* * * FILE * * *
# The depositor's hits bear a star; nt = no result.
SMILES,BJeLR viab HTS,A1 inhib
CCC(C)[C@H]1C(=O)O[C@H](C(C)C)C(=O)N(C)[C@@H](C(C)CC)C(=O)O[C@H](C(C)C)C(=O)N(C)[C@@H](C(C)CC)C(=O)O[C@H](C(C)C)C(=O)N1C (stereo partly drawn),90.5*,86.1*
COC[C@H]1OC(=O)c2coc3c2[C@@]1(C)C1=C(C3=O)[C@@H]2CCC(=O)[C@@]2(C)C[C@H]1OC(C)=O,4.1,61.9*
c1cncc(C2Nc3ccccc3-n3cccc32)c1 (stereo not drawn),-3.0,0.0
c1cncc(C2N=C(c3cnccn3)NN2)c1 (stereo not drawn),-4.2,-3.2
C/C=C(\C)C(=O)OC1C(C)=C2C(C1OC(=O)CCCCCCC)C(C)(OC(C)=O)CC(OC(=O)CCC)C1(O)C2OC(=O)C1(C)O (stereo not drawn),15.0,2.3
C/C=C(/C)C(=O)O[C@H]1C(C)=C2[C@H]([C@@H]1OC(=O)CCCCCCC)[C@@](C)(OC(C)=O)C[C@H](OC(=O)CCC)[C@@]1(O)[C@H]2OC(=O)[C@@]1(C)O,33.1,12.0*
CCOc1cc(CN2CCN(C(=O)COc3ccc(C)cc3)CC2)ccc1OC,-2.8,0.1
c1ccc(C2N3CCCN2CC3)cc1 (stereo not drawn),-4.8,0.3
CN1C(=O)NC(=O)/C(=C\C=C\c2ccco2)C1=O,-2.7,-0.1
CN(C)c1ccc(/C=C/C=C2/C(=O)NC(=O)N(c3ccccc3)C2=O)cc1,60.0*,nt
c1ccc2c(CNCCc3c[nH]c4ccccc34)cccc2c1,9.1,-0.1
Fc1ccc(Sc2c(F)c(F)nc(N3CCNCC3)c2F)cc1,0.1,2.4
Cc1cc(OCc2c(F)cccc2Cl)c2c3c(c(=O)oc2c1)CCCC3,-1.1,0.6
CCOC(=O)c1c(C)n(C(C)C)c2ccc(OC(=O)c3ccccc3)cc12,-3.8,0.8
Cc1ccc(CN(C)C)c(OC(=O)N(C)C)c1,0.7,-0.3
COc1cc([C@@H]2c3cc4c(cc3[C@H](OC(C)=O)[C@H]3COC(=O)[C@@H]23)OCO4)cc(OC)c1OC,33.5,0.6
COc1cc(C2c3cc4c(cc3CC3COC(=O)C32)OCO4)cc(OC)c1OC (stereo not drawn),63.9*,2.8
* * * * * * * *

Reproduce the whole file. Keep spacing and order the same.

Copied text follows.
# The depositor's hits bear a star; nt = no result.
SMILES,BJeLR viab HTS,A1 inhib
CCC(C)[C@H]1C(=O)O[C@H](C(C)C)C(=O)N(C)[C@@H](C(C)CC)C(=O)O[C@H](C(C)C)C(=O)N(C)[C@@H](C(C)CC)C(=O)O[C@H](C(C)C)C(=O)N1C (stereo partly drawn),90.5*,86.1*
COC[C@H]1OC(=O)c2coc3c2[C@@]1(C)C1=C(C3=O)[C@@H]2CCC(=O)[C@@]2(C)C[C@H]1OC(C)=O,4.1,61.9*
c1cncc(C2Nc3ccccc3-n3cccc32)c1 (stereo not drawn),-3.0,0.0
c1cncc(C2N=C(c3cnccn3)NN2)c1 (stereo not drawn),-4.2,-3.2
C/C=C(\C)C(=O)OC1C(C)=C2C(C1OC(=O)CCCCCCC)C(C)(OC(C)=O)CC(OC(=O)CCC)C1(O)C2OC(=O)C1(C)O (stereo not drawn),15.0,2.3
C/C=C(/C)C(=O)O[C@H]1C(C)=C2[C@H]([C@@H]1OC(=O)CCCCCCC)[C@@](C)(OC(C)=O)C[C@H](OC(=O)CCC)[C@@]1(O)[C@H]2OC(=O)[C@@]1(C)O,33.1,12.0*
CCOc1cc(CN2CCN(C(=O)COc3ccc(C)cc3)CC2)ccc1OC,-2.8,0.1
c1ccc(C2N3CCCN2CC3)cc1 (stereo not drawn),-4.8,0.3
CN1C(=O)NC(=O)/C(=C\C=C\c2ccco2)C1=O,-2.7,-0.1
CN(C)c1ccc(/C=C/C=C2/C(=O)NC(=O)N(c3ccccc3)C2=O)cc1,60.0*,nt
c1ccc2c(CNCCc3c[nH]c4ccccc34)cccc2c1,9.1,-0.1
Fc1ccc(Sc2c(F)c(F)nc(N3CCNCC3)c2F)cc1,0.1,2.4
Cc1cc(OCc2c(F)cccc2Cl)c2c3c(c(=O)oc2c1)CCCC3,-1.1,0.6
CCOC(=O)c1c(C)n(C(C)C)c2ccc(OC(=O)c3ccccc3)cc12,-3.8,0.8
Cc1ccc(CN(C)C)c(OC(=O)N(C)C)c1,0.7,-0.3
COc1cc([C@@H]2c3cc4c(cc3[C@H](OC(C)=O)[C@H]3COC(=O)[C@@H]23)OCO4)cc(OC)c1OC,33.5,0.6
COc1cc(C2c3cc4c(cc3CC3COC(=O)C32)OCO4)cc(OC)c1OC (stereo not drawn),63.9*,2.8